governments to  adhere to and  implement relevant international  conventions
and  the recommendations of  the Financial  Action Task  Force. We recognize
that  ultimate success  requires all  Governments to  provide for  effective
measures  to prevent the  laundering of  proceeds from  drug trafficking and
other serious  crimes. To  implement our  commitments in  the fight  against
transnational  organized  crime,  we  have  established  a  group  of senior
experts with  a  temporary mandate  to  look  at existing  arrangements  for
cooperation both  bilateral and multilateral,  to identify significant  gaps
and  options for improved  coordination and  to propose  practical action to
fill such gaps. The group will report back to the Summit in 1996.

Europe

11. After five decades of division, we now have the historic opportunity  to
establish in all of Europe democracy,  market economy, stability, peace  and

prosperity. We  strongly support the contribution  of the  European Union to
stability  and  cooperation  through  its  Europe  Agreements  with  Central
European countries  and the  Baltic States  as well  as through  Partnership
Agreements  with Russia,  Ukraine  and other  newly  independent  States. We
encourage  States to take  full advantage  of the  opportunities afforded by
the Pact on  Stability in  Europe and NATO's  Partnership For Peace  program
for  enhancing security and stability  in the whole  of Europe. We encourage
other  multilateral fora and  arrangements to  assist in  the integration of
Europe. We are  pleased with the  steps taken  at the  Budapest Summit  last
year to strengthen the  capabilities of the OSCE,  and we will contribute to
the OSCE study into a security model for Europe for the 21st century.


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12.We are  deeply concerned by the  continuing escalation  of hostilities in
Bosnia especially  in the  area of  Sarajevo. We  appeal to  all parties  to
establish an immediate moratorium on military  operations in order to  allow
political negotiations,  without which  no lasting solution is  possible, to
resume as quickly as  possible on the  basis of the Contact Group  proposals
which we urge the Bosnian Serbs to accept.

13.We  condemn  the  taking  of  UN hostages  by  the  Bosnian Serbs,  their
deplorable  shelling  of  civilian  populations  and  their  obstruction  of
UNPROFOR's freedom  of movement. We  demand the  immediate and unconditional
release of  the remaining  hostages, and  hold the  Bosnian Serb  leadership
accountable for  their safety.  We call on  the Bosnian  government and  all
other parties  to  renew the  Cessation  of  Hostilities Agreement,  and  to
ensure the free passage of humanitarian assistance.

14.We  welcome  the  decision  of  the  UN  Security  Council  to strengthen
UNPROFOR  and to provide  it with  a rapid reaction capacity  to enhance its
security and  its ability to protect  civilians, facilitate  the delivery of
humanitarian  assistance and  promote conditions  for  a lasting  peace. The
Rapid Reaction  Force  will  be  under  UN  command, as  stipulated  in  the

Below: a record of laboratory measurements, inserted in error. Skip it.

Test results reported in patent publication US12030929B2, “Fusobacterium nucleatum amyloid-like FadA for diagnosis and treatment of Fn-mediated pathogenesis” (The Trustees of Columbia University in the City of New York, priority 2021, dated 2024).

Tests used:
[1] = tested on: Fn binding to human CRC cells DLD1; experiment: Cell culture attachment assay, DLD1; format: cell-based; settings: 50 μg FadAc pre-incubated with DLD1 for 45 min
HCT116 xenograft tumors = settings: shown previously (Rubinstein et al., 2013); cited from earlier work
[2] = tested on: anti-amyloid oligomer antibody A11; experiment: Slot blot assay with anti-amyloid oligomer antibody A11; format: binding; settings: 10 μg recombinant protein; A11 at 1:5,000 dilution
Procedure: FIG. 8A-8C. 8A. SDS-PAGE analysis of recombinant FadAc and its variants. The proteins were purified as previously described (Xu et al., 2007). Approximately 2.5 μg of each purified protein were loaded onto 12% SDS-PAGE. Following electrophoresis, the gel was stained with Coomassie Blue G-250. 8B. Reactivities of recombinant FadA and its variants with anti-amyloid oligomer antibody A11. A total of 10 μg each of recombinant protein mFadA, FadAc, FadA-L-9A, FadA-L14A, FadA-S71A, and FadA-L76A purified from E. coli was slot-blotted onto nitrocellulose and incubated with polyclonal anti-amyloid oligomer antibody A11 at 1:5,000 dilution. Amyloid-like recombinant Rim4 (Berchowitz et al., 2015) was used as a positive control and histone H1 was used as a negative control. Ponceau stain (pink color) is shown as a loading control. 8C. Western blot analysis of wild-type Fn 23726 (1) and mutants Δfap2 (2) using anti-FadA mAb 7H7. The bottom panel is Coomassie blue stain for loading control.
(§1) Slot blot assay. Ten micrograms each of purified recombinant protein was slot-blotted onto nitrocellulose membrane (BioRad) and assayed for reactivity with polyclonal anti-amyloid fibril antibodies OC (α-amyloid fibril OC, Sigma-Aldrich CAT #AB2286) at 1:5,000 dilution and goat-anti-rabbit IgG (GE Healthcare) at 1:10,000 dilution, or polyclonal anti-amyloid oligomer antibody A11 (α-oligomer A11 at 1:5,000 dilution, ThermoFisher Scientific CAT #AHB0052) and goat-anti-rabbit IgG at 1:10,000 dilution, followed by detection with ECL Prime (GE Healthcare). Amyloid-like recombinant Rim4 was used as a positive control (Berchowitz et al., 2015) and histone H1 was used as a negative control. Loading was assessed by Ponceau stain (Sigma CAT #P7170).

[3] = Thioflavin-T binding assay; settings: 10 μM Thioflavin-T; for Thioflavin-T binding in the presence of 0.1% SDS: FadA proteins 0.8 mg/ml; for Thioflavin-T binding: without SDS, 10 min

Security  Council resolution,  and  operate in  accordance  with  UNPROFOR's
existing mandate.

15.We call  for renewed impetus to  be given urgently  to the peace  process
and, in this  connection, we welcome  the appointment  of Carl  Bildt as  EU
negotiator,  and  offer our  strong  support  to  him and  to  UN negotiator
Thorvald Stoltenberg in their efforts to achieve a durable settlement.

16.We  call for early mutual recognition between the republics in the former
Yugoslavia  within   their  existing  internationally  recognized   borders;
recognition between Bosnia and the Federal  Republic of Yugoslavia would  be
an  important first step,  and we  urge President Milosevic to  take it. The
Bosnian-Croat  Federation  is  a  way  to  advance  reconciliation,  and  we
continue to  support steps  to help stabilize  the situation  in the  former
Yugoslav Republic of Macedonia.

17.We remain concerned about the risk  of further fighting in  Croatia. Both
the Croatian government and the Croatian  Serbs must exercise restraint.  We
urge the  parties to honour the  March 29, 1994  ceasefire and to  cooperate
with  the United  Nations in implementing  UNCRO's new mandate.  We call for
further development of  the Economic Agreement between the two sides and the
opening  of  political  talks  to  achieve   a  settlement  respecting   the
internationally recognized  borders of Croatia  while establishing  autonomy
for  the Serb  population  on the  basis of  the  principles  underlying the
Zagreb-4 Plan for Croatia.

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Middle East and Africa


18.The Israel-Jordan Peace Treaty is an  important building block for  peace
throughout the  region.  It is  imperative that  the momentum  for peace  be
maintained. We encourage  the conclusion  of peace  treaties between  Israel
and  Lebanon  and  Syria.  We  pledge  our  firm  support  for the  Israeli-
Palestinian Declaration  of Principles. We urge  Israel and the  Palestinian
Authority  to  conclude,  as  agreed  between  them,  the  arrangements  for
elections  in the Palestinian  Autonomous Territory  and the redeployment of
Israeli  Defence Forces. We  also recognize  the importance  of the economic
basis  for peace, notably  the need  for regional  integration. We reiterate